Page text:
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From: Michal Hocko <>
To: ndrw <>
Cc: Johannes Weiner <>,
	Suren Baghdasaryan <>,
	Vlastimil Babka <>,
	"Artem S. Tashkinov" <>,
	Andrew Morton <>,
	LKML <>,
	linux-mm <>
Subject: Re: Let's talk about the elephant in the room - the Linux kernel's inability to gracefully handle low memory pressure
Date: Fri, 9 Aug 2019 12:50:16 +0200	[thread overview]
Message-ID: <> (raw)
In-Reply-To: <>

On Fri 09-08-19 11:09:33, ndrw wrote:
> On 09/08/2019 09:57, Michal Hocko wrote:
> > We already do have a reserve (min_free_kbytes). That gives kswapd some
> > room to perform reclaim in the background without obvious latencies to
> > allocating tasks (well CPU still be used so there is still some effect).
> I tried this option in the past. Unfortunately, I didn't prevent freezes. My
> understanding is this option reserves some amount of memory to not be

to not be used by normal allocations. It defines reclaim watermarks and
that influences when the background and direct reclaim start to act.

> swapped out but does not prevent the kernel from evicting all pages from
> cache when more memory is needed.

It doesn't have any say on the actual decision on what to reclaim.

> > Kswapd tries to keep a balance and free memory low but still with some
> > room to satisfy an immediate memory demand. Once kswapd doesn't catch up
> > with the memory demand we dive into the direct reclaim and that is where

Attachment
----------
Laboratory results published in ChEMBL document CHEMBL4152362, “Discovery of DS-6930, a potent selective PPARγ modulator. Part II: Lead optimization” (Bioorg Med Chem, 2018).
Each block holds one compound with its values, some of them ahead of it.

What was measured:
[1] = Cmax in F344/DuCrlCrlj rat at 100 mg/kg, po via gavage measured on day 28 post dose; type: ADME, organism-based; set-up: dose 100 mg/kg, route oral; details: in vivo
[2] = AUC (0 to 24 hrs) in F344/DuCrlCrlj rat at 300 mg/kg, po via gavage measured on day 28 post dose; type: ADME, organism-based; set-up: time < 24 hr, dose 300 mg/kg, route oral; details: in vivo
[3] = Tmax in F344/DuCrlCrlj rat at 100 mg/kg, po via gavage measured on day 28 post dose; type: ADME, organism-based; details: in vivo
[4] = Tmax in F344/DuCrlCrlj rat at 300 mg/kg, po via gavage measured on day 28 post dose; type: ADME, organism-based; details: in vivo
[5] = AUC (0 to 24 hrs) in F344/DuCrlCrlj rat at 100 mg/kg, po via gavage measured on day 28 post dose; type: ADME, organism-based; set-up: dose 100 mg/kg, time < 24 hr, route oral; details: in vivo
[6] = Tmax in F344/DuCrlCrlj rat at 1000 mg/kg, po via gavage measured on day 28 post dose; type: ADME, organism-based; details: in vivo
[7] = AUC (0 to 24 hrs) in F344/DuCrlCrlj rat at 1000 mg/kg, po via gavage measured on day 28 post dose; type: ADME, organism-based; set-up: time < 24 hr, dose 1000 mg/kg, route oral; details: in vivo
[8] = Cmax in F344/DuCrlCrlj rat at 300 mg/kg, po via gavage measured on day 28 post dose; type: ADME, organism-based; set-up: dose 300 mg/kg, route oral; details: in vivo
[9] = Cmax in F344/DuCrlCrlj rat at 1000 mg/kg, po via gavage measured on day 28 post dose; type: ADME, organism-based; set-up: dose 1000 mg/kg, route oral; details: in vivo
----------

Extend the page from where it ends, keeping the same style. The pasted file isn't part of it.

> > people usually see latencies coming from.
> Reclaiming memory is fine, of course, but not all the way to 0 caches. No
> caches means all executable pages, ro pages (e.g. fonts) are evicted from
> memory and have to be constantly reloaded on every user action. All this
> while competing with tasks that are using up all memory. This happens with
> of without swap, although swap does spread this issue in time a bit.

We try to protect low amount of cache. Have a look at get_scan_count
function. But the exact amount of the cache to be protected is really
hard to know wihtout a crystal ball or understanding of the workload.
The kernel doesn't have neither of the two.

> > The main problem here is that it is hard to tell from a single
> > allocation latency that we have a bigger problem. As already said, the
> > usual trashing scenario doesn't show problem during the reclaim because
> > pages can be freed up very efficiently. The problem is that they are
> > refaulted very quickly so we are effectively rotating working set like
> > crazy. Compare that to a normal used-once streaming IO workload which is
> > generating a lot of page cache that can be recycled in a similar pace
> > but a working set doesn't get freed. Free memory figures will look very
> > similar in both cases.
> Thank you for the explanation. It is indeed a difficult problem - some
> cached pages (streaming IO) will likely not be needed again and should be
> discarded asap, other (like mmapped executable/ro pages of UI utilities)
> will cause thrashing when evicted under high memory pressure. Another aspect
> is that PSI is probably not the best measure of detecting imminent
> thrashing. However, if it can at least detect a freeze that has already
> occurred and force the OOM killer that is still a lot better than a dead
> system, which is the current user experience.

We have been thinking about this problem for a long time and couldn't
come up with anything much better than we have now. PSI is the most recent
improvement in that area. If you have better ideas then patches are
always welcome.

> > Good that earlyoom works for you.
> I am giving it as an example of a heuristic that seems to work very well for
> me. Something to look into. And yes, I wouldn't mind having such mechanism
> built into the kernel.
> >   All I am saying is that this is not
> > generally applicable heuristic because we do care about a larger variety
> > of workloads. I should probably emphasise that the OOM killer is there